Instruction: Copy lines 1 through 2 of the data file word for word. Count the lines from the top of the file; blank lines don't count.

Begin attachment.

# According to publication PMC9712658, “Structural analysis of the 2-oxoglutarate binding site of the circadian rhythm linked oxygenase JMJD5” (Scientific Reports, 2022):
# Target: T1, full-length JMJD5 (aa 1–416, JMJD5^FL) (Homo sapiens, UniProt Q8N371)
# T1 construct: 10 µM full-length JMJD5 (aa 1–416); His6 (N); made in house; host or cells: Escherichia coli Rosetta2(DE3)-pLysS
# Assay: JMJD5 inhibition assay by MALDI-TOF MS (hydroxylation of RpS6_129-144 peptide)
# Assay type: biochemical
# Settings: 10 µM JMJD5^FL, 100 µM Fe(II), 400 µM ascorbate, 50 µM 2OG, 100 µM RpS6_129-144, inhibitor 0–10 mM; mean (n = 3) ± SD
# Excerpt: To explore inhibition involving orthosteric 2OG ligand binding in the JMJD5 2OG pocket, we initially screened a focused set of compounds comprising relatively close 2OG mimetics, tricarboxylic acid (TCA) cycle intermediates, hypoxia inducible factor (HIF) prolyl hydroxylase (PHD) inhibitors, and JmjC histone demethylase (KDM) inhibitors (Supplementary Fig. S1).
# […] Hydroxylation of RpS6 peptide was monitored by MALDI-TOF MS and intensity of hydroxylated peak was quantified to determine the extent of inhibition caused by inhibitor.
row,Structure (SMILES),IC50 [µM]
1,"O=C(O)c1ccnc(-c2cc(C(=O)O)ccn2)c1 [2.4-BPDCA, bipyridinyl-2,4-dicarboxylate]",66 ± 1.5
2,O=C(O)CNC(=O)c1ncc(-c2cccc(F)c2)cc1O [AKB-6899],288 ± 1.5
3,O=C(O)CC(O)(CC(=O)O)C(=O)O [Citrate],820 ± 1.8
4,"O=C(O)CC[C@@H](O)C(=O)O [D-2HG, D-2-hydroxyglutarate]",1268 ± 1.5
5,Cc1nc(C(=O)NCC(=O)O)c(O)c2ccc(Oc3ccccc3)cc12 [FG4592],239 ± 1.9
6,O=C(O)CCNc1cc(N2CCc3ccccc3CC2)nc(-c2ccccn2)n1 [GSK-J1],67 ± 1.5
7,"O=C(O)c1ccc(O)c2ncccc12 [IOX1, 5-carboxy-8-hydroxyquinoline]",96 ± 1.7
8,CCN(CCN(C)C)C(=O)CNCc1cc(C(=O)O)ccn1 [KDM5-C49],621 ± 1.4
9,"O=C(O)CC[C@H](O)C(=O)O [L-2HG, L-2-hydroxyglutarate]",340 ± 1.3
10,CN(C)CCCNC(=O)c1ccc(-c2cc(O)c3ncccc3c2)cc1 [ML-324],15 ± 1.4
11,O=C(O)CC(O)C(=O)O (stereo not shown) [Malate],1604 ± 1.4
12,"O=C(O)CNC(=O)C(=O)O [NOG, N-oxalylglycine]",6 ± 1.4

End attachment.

# According to publication PMC9712658, “Structural analysis of the 2-oxoglutarate binding site of the circadian rhythm linked oxygenase JMJD5” (Scientific Reports, 2022):
# Target: T1, full-length JMJD5 (aa 1–416, JMJD5^FL) (Homo sapiens, UniProt Q8N371)